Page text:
Again, the mumbled reply.

“Soooo, you can understand me…” The dragon nodded vigorously. “But I can’t understand you.” The dragon looked almost as disappointed as she felt.

Feeling the effects of first the shock and then the excitement of meeting a real live dragon, Eliana sank to sit on the soft, green moss of the forest floor. A dragon? She shook her head. Despite what she’d always heard, this beautiful creature was very much alive.

The dragon stretched its neck so its eyes were once again staring into her own. Slender shafts of morning light found their way between the dark green tree branches and fell on the dragon’s scales and on its feathered wings pressed against his sides. The colors were like nothing she had ever seen before, seeming to gather sunlight to create shades unknown in nature. Without a thought about what she was doing, she reached out her hand and laid it on the creature’s neck.

“Winston. My name is Winston,” said the dragon.

Eliana simultaneously gasped and pulled her hand away. Wisps of colors—the same as those of his glittering scales—streamed between her hand and the dragon. Within seconds, the wisps faded and disappeared.

“Your name is Winston?” she breathed. The sizable head nodded and the smile returned.

“How…?” Eliana looked at the palm of her hand. Winston moved slightly so that his neck was only inches away. She gently placed her hand on his scales again.

“It’s when you touch my neck that you can understand me, Eliana.”

Eliana realized Winston was right: when he’d tried to talk before she touched him, she couldn’t understand him at all. It reminded her of the time she’d seen a traveler in the village who spoke what her mother had said was a language from another land. The sound of his speech had been fascinating, like music with high notes and low notes woven together. She could hear the man, but had no idea what he was saying. With her hand on the dragon, it was as if she had learned another language. Winston’s language. And her mind whirled with all the questions she wanted to ask him.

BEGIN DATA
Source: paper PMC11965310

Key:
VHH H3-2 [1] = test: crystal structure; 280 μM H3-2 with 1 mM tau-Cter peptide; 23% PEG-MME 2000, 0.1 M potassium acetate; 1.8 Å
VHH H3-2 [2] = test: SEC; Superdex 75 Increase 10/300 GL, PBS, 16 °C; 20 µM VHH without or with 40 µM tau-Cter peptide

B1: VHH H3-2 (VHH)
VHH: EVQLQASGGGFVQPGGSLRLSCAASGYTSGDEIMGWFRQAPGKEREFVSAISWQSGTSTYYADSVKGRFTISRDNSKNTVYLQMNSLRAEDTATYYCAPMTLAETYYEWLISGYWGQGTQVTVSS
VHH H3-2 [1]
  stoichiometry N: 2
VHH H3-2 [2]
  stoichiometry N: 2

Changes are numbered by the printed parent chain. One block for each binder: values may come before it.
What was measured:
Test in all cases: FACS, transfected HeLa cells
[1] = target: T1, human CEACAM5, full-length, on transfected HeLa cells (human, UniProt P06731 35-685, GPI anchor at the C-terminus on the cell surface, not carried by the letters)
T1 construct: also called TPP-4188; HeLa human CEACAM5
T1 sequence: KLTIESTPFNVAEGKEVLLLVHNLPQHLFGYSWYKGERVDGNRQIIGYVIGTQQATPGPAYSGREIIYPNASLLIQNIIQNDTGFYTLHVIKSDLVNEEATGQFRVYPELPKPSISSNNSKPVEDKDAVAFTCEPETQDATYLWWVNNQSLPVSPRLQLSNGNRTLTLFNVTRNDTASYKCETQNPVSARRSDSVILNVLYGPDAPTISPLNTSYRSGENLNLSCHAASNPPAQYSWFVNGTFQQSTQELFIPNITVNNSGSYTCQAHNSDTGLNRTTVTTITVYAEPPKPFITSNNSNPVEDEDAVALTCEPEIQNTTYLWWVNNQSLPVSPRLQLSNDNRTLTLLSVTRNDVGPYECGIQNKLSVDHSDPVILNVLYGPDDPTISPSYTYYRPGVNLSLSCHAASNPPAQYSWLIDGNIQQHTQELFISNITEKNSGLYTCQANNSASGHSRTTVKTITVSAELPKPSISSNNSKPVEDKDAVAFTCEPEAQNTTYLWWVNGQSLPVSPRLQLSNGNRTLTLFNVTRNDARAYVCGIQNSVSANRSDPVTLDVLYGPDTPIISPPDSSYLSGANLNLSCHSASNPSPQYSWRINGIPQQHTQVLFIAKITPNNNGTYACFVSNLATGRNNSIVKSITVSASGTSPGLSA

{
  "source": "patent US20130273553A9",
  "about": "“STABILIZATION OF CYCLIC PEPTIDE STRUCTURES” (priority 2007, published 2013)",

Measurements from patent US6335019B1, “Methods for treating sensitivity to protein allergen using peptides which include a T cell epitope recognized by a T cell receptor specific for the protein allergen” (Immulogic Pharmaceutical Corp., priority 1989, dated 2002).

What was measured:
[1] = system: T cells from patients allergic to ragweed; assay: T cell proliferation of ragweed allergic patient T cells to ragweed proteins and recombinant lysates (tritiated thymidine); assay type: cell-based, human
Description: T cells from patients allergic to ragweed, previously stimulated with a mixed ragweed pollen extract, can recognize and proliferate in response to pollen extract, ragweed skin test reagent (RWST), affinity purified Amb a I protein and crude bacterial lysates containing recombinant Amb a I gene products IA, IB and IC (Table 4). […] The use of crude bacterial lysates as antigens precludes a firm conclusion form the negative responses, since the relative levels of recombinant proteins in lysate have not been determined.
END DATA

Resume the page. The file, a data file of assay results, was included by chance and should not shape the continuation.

About the Author

At six years old, Laura Findley Evans wrote her first story about a man named Brill who flew to the moon. When her teacher asked her to stand up and read it to the class, she learned just how powerful a story can be. A creative writing major in college, she has written many more short stories, some of which were published, and one that won an award. The Dragon and the Girl: Due North is her first novel. It began when her grandchildren said one night (when they were supposed to be sleeping), “Tell us a story.” And so she did. Laura would like you to know that whatever she writes must be true, whether it is real or not. She hopes you will discover the truth in this story. You can visit her online at http://www.LauraFindleyEvans.com.

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3 thoughts on “#Excerpt “The Dragon and the Girl: True North” by Laura Findley Evans

  1. Santa, please load this goodie on your sleigh, I’ve been good! Sounds like a great book for my granddaughter (and maybe me too!) Thanks for sharing it with me and have a spectacular holiday season!

    Liked by 1 person